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PARK Hyun-Soo

Top Ten Global Trends in 2013

PARK Hyun-Soo

Feb. 14, 2013

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Although the US and Chinese economies are mending, and European leaders believe they have their three-year debt crisis under control, it would be premature to declare “all clear” from the global financial turmoil. In fact, several leading global trends in 2013 will involve jockeying for position to overcome low growth. Moreover, with nations at different stages of recovery, greater competition and little coordination should be expected.

First, fiscal tightening in advanced countries will continue to suppress growth, though unhappy voters in Europe may alter the conditions and methods of the forced austerity when they go to the polls in Italy and Germany this year. In the US more pitched political battles will be fought over what combination of taxes and spending cuts should be applied to avoid their own debt crisis. Under the circumstances, the Bank of Japan will join its counterparts in Europe and the US in aggressive quantitative easing, or government bonds, to suppress interest rates and fan inflation in the hopes that it will stimulate household spending and business investment.

In the second trend, a side effect to quantitative easing will see the euro, yen and US currencies weaken and foreign capital pour into developing countries, where bond yields are higher. Expect to hear complaints from China, Brazil and other leading developing economies about how monetary easing is increasing volatility in their financial markets and strengthening their currencies, denting their exports’ price competitiveness.

The third trend will see tightened regulations on global companies. Financially strapped advanced governments, heeding negative public opinion about soft taxation of global companies, are reexamining corporate tax policies. To wit, the global coffee giant Starbucks volunteered to pay US$16 million a year more 2013-2014 in the UK to quell accusations of tax dodging practices. Oversight of price fixing, monopolistic status and patent protection also will probably be stiffened. Emerging economies also have jumped on the bandwagon and taken steps to protect their domestic industries. As such, the stricter regulations on global firms will emerge as a new management risk. The fourth trend will also involve turf competition. It will be between the G2 - China and the US -- concerning trade in Asia, which has enjoyed modest growth and forecast to show comparatively high growth. This will come in the form of strong US promotion of the Trans-Pacific Partnership and China’s counterweight with the Regional Comprehensive Economic Partnership.

The war for leadership will also intensify in mobile devices. Apple and Google are expanding their lineup by launching new mobile devices and TVs. Top service firms such as Facebook and Amazon have optimized their products in their own brand of affordable devices, and Chinese firms’ increasing price competitiveness make them more formidable rivals against multinationals.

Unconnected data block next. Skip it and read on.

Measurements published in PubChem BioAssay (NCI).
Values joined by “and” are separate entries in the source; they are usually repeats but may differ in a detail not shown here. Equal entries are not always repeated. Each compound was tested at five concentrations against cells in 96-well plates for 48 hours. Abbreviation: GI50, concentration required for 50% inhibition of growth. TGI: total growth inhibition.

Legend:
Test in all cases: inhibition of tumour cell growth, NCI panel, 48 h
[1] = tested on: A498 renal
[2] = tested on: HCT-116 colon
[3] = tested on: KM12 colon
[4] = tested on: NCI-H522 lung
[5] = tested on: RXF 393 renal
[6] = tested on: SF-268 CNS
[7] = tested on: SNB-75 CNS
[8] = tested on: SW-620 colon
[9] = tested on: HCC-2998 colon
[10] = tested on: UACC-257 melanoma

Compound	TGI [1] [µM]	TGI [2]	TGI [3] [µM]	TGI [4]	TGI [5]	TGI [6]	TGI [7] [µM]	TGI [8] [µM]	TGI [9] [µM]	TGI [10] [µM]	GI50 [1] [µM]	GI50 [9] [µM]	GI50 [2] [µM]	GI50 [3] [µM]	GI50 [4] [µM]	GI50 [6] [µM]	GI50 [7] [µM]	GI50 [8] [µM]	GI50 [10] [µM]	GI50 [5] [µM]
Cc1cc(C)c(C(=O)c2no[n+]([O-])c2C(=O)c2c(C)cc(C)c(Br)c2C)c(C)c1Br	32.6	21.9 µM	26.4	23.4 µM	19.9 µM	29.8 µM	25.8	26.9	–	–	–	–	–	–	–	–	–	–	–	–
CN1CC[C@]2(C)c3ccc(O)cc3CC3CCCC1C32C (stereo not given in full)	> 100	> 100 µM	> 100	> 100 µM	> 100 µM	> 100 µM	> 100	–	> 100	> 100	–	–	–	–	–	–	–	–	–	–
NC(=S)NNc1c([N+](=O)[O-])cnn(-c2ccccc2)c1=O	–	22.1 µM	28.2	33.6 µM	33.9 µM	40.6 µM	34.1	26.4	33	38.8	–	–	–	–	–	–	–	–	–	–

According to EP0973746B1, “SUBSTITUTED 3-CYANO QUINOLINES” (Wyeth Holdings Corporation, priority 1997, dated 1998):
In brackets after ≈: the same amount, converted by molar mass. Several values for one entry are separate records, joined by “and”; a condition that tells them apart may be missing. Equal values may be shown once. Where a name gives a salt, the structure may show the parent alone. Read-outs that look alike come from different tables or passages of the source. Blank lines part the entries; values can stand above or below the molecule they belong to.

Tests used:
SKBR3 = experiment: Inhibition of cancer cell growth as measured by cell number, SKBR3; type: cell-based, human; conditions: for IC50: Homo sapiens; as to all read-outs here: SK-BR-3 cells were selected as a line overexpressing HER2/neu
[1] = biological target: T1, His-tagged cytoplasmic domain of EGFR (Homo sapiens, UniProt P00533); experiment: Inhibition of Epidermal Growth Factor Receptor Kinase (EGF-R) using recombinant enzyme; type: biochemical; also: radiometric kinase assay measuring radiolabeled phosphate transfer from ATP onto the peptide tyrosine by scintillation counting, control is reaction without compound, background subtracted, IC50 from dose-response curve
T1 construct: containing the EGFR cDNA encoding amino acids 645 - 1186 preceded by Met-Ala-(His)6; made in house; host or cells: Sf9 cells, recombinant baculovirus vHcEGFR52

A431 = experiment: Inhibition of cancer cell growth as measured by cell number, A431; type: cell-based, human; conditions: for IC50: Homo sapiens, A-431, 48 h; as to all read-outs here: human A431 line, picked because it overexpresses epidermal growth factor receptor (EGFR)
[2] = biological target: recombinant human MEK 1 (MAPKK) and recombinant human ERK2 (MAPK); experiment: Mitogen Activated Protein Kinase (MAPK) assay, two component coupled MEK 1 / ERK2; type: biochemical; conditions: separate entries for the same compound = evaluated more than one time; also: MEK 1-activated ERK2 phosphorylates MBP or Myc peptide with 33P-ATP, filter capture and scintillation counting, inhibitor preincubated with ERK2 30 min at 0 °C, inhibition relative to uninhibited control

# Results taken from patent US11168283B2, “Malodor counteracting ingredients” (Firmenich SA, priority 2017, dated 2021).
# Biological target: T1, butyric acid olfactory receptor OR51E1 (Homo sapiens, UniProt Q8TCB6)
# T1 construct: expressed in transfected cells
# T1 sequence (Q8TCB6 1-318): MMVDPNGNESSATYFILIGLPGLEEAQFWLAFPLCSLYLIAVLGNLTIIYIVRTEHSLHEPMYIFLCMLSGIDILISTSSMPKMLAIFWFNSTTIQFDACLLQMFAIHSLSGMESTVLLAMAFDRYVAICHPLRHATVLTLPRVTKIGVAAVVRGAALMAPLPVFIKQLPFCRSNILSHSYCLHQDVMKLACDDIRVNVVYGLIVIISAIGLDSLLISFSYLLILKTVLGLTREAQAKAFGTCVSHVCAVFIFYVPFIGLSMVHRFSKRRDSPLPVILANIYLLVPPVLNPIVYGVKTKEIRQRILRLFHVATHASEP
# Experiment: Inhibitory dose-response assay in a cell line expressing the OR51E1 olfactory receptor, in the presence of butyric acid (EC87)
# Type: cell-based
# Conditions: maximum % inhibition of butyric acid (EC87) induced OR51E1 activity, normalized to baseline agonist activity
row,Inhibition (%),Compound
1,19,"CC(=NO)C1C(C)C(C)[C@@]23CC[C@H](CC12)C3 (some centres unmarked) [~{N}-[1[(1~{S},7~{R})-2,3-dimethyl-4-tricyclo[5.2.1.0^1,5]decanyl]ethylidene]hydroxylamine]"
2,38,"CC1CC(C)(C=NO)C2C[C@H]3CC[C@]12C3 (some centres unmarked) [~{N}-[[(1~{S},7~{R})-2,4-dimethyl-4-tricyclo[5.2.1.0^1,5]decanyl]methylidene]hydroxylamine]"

The new renewable energy industry, which has received much attention as a growth driver since the financial crisis, will face difficulties this year. The international movement on climate change has weakened with Japan and Canada amongst others withdrawing from the Kyoto Protocol last year. Also major economies are pulling back policy support for the industry due to the long-term financial commitment and US concerns over global oil supplies are receding with non-traditional drilling methods in US states.

The competition to secure investments in the manufacturing sector will also become heated in both developed and emerging economies. The EU and US are looking to strengthen their manufacturing sectors through new policies, and advanced and emerging economies are expanding or establishing special industrial zones.

The instability in Northeast Asia, which endured many difficulties related to territorial disputes last year, is expected to heighten. In Japan, the Liberal Democratic Party rose to power in December and its nationalistic bent will test the new leadership in China and Korea. But the governments will likely search for ways to ease tensions by exercising discretion and practicality.

The political instability in the Middle East, also known as the world’s powder house, will worsen. Iran’s nuclear issue is the biggest factor influencing global oil prices. It will not agree to an inspection of its nuclear facilities in the lead up to the elections slated for June this year, which will mean that the negotiations for disarmament will be delayed further. The civil war in Syria and the conflict between Israel and Palestine will compound the instability in the region. As a result, although the demand for petroleum will decline due to slow growth, prices will not erode significantly because of the added risk premium.

Finally, conflict surrounding the burden sharing of fiscal austerity will be exacerbated. The discord between the middle class, whose pensions and pay will decrease with the belt tightening, and the wealthy, whose taxes will rise, will become more blatant. Furthermore, tension will persist among countries mired in government debt and those providing support, while financially healthy local governments will collide with their central governments over revenue contributions and cost-sharing.

The column originally appeared on JoongAng Daily
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